killer whales

Noise about whales and salmon is not sound science say scientists

“With fake science, as long as you repeat it often enough it takes on a life of its own,” – Dr. Andrew Trites, director of UBC’s Marine Mammal Research Unit

By Fabian Dawson

The noise made about the noise around the proposed increase in oil tanker traffic impacting killer whales and salmon in B.C. waters is not sound science, say two globally recognized marine wildlife experts.

The consequences of all this noisy activism is that the government will wind up making decisions that are based on false data, conclude Dr. Andrew Trites, the director of UBC’s Marine Mammal Research Unit (pictured) and Dr. Brian Riddell, president and CEO of the Pacific Salmon Foundation (PSF).

They were speaking at a recent presentation entitled The Truth about Orcas, Seals and Chinook  in Vancouver that was organized by PSF and moderated by veteran TV reporter, Stu McNish.

“With fake science, as long as you repeat it often enough it takes on a life of its own,” said Dr. Trites, responding to claims that the seven-fold increase in tanker traffic as a result of the Kinder Morgan Trans-Mountain pipeline expansion project, will substantially amplify underwater noise and the risk of extinction to the orcas.

“It is interesting you know the public discussion on noise is focused on the increase on tanker traffic … the sevenfold increase that is projected.

“But you are never told when you hear a percentage increase like that…so what is the absolute number and that’s what people should be asking…What is the denominator?”

“We are going from my understanding from 2 vessels per week to 14, that’s an extra 12.”

Dr. Trites said no one raises the noise question when B.C. Ferries adds on between 80 and 115 extra sailings on long weekends, adding that B.C. Ferries is the “biggest noisemaker in the Salish Sea.”

“So if these groups truly cared about noise they would be saying, we want half as many sailings we want them to go twice as slow because we care about whales and this noise we just cannot stand it.

“Put a percentage on that…and so I find a lot of the discussions very hypocritical…It is not really getting at what the real issues are.

“So who is really making the noise here…Maybe we need to build a bridge to Vancouver Island, maybe we should ban all ferries if that is what you truly believe is the cause of the trouble,” he said.

On the issue of whales being struck by increased tanker traffic, Dr. Trites commented that, “it is BC Ferries you want to slow down.”

“But they (BC Ferries) watch all the time and they are extremely careful and we are not seeing it (strikes)…remember, killer whales are the largest dolphins…they are an urbanized whale and they’re used to being in and around vessels.

“It doesn’t mean they can’t be struck…it doesn’t mean they can’t be cut by propellers but in many cases the whales actually engage with vessels, wanting to ride their wakes, coming in very close to the prompts… the whales have adapted, but the public discussion is focused on the sevenfold (increase) and nobody is asking real absolute numbers.”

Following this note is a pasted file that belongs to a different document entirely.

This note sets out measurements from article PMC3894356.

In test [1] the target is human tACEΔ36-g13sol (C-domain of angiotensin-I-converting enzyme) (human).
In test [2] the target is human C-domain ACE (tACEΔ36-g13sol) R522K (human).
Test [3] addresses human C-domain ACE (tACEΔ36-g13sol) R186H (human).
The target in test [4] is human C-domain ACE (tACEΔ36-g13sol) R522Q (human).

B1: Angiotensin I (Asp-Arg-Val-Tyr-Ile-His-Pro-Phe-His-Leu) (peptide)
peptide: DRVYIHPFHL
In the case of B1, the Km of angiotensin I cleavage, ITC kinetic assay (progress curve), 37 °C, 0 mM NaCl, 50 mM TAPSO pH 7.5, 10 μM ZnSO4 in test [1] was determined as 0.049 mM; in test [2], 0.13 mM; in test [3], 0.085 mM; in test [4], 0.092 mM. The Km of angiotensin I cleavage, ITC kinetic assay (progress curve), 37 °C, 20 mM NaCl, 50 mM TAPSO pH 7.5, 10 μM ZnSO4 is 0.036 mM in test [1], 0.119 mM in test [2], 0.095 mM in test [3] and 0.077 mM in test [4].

“People I have never heard of before are now experts spouting out opinions and there is so much mass confusion which has literally taken on a life of its own.

“I do not know what to do to correct that…We are now caught up in the world of fake science,” said Dr. Trites, who has been studying marine mammals in the North Pacific for over 30 years.

On the claims of wild salmon being adversely impacted by noise from increased ship traffic, Dr. Brian Riddell of the Pacific Salmon Foundation said “salmon are not very affected by noise.”

He said that if there is loud noise, fish will immediately move.

“But as soon as the noise stops you’re going to see them back and within a minute sort of thing, so they will shift and come back…so, I think noise on fish is not a huge issue.”

Dr. Riddell said the new tankers that are coming are very slow moving, bigger and highly controlled by pilots.

“The newer vessels are much, much less noisy than the older vessels,” adding he doesn’t believe there will be any net increase in noise in the Salish Sea.

“I am quite sure we are going to make great progress on the sound aspect, but the thing is definitely confused many times the way it is said.

“We are living in a world where people believe science to be beliefs and opinions and dismiss it as that and that is very disturbing.

“False information out there is a very serious communication issue right now and one of the reasons we need to keep on education,” said Dr. Riddell, who worked for 30 years in various scientific research and management positions with Canada’s Department of Fisheries and Oceans.



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